Tax implications of helping your grandchild to save

If you are helping your grandchild to save, or paying for their education, be fully aware of the tax implications.

Tax implications of helping your grandchild to saveAs a grandparent you may want to start an investment for your grandchild or help with their education costs. While this is an invaluable gift, you need to consider the tax implications.

Donations over R100 000 in any tax year will attract donations tax payable by the donor. This means you can only donate a total of R100 000 a year before paying tax. This includes a contribution to an investment or helping the parents pay for school fees.

According to BDO Wealth Advisers, an exception could apply if the donation is towards the maintenance of a person – so this would be if the grandparent is supporting the grandchild or the parents in terms of their food, clothing, accommodation, medical or education costs. But in order to get an exemption, you would need to prove this to SARS. The exemption does not provide for a grandparent helping to send a child to a private school, for example.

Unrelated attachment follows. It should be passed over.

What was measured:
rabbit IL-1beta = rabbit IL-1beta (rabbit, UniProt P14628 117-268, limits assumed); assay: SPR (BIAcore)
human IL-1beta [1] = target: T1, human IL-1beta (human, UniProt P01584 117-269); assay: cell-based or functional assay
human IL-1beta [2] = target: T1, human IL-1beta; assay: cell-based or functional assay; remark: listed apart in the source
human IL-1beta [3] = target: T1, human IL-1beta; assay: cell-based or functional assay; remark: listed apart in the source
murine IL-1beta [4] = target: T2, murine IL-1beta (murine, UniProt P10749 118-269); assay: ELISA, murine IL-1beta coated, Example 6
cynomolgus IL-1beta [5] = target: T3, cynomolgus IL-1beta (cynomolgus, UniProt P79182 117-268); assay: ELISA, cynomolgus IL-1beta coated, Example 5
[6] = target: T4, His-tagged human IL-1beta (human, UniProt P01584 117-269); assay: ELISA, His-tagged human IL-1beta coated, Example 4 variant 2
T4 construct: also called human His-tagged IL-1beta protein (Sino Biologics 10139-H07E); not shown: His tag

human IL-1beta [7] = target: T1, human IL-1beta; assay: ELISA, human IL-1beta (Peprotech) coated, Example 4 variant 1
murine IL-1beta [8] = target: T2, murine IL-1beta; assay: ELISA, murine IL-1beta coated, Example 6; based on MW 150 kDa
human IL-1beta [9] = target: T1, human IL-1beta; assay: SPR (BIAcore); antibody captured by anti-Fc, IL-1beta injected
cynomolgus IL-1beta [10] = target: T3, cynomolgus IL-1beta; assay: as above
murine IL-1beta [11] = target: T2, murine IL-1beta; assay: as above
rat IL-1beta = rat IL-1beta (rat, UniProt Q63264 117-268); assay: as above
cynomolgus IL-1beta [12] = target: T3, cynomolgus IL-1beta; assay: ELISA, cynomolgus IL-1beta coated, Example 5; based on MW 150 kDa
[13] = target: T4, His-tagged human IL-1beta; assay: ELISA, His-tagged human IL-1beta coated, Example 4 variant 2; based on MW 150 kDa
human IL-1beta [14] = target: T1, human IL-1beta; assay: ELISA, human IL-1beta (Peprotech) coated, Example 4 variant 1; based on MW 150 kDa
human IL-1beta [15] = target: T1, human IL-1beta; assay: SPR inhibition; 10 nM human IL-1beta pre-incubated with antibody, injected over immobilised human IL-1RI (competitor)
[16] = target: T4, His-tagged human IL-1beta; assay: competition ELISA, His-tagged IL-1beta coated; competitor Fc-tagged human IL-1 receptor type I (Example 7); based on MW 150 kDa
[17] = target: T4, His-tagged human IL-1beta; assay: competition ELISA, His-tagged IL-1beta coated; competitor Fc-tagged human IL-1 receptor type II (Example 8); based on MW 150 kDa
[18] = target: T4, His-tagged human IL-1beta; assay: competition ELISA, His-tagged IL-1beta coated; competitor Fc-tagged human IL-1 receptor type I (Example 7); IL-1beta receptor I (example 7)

So, if you don’t want to pay tax, the maximum a grandparent could contribute to school fees, irrespective of the number of grandchildren would be R100 000 a year.

In terms of starting an investment account, the same limits would apply, but there are also investment taxes to consider. Any capital gains, dividend or interest income would be taxable when the child starts to earn an income. The best way to avoid these taxes would be to open a tax-free savings account in the grandchild’s name

Even if you gave your grandchild jewellery or a new car, if the value exceeds R100 000, donations tax will apply.

Alternatively, you could bequeath these items in the terms of your will. As the grandchild would be a beneficiary of the estate, donations tax would not apply. If the value of the estate is less than R3.5 million, then no estate duty is paid.

This article first appeared in City Press.

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